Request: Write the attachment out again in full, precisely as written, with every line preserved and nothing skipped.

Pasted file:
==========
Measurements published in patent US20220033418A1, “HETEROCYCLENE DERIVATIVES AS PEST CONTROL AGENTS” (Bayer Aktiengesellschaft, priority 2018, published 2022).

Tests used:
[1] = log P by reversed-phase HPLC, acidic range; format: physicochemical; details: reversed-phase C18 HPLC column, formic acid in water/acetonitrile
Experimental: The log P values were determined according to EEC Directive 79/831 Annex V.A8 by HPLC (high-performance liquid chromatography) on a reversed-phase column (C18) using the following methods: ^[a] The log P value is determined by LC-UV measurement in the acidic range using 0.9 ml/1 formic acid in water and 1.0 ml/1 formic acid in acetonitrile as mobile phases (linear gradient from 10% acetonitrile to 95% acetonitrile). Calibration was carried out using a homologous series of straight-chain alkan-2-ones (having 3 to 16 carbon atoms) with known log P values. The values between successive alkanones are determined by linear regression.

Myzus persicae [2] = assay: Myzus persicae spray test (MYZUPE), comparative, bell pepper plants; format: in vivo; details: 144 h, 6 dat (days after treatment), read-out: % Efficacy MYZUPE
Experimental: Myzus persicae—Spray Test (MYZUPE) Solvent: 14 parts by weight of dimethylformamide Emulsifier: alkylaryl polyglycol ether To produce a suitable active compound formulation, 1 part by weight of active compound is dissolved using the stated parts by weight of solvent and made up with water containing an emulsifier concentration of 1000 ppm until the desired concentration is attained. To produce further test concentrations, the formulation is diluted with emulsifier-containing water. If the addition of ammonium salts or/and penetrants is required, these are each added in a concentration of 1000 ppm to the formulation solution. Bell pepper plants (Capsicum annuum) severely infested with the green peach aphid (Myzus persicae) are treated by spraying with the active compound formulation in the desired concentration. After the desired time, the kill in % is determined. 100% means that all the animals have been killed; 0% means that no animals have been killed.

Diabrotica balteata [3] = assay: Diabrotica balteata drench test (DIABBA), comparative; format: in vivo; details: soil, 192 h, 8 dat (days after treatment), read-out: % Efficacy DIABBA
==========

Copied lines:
Measurements published in patent US20220033418A1, “HETEROCYCLENE DERIVATIVES AS PEST CONTROL AGENTS” (Bayer Aktiengesellschaft, priority 2018, published 2022).

Tests used:
[1] = log P by reversed-phase HPLC, acidic range; format: physicochemical; details: reversed-phase C18 HPLC column, formic acid in water/acetonitrile
Experimental: The log P values were determined according to EEC Directive 79/831 Annex V.A8 by HPLC (high-performance liquid chromatography) on a reversed-phase column (C18) using the following methods: ^[a] The log P value is determined by LC-UV measurement in the acidic range using 0.9 ml/1 formic acid in water and 1.0 ml/1 formic acid in acetonitrile as mobile phases (linear gradient from 10% acetonitrile to 95% acetonitrile). Calibration was carried out using a homologous series of straight-chain alkan-2-ones (having 3 to 16 carbon atoms) with known log P values. The values between successive alkanones are determined by linear regression.

Myzus persicae [2] = assay: Myzus persicae spray test (MYZUPE), comparative, bell pepper plants; format: in vivo; details: 144 h, 6 dat (days after treatment), read-out: % Efficacy MYZUPE
Experimental: Myzus persicae—Spray Test (MYZUPE) Solvent: 14 parts by weight of dimethylformamide Emulsifier: alkylaryl polyglycol ether To produce a suitable active compound formulation, 1 part by weight of active compound is dissolved using the stated parts by weight of solvent and made up with water containing an emulsifier concentration of 1000 ppm until the desired concentration is attained. To produce further test concentrations, the formulation is diluted with emulsifier-containing water. If the addition of ammonium salts or/and penetrants is required, these are each added in a concentration of 1000 ppm to the formulation solution. Bell pepper plants (Capsicum annuum) severely infested with the green peach aphid (Myzus persicae) are treated by spraying with the active compound formulation in the desired concentration. After the desired time, the kill in % is determined. 100% means that all the animals have been killed; 0% means that no animals have been killed.

Diabrotica balteata [3] = assay: Diabrotica balteata drench test (DIABBA), comparative; format: in vivo; details: soil, 192 h, 8 dat (days after treatment), read-out: % Efficacy DIABBA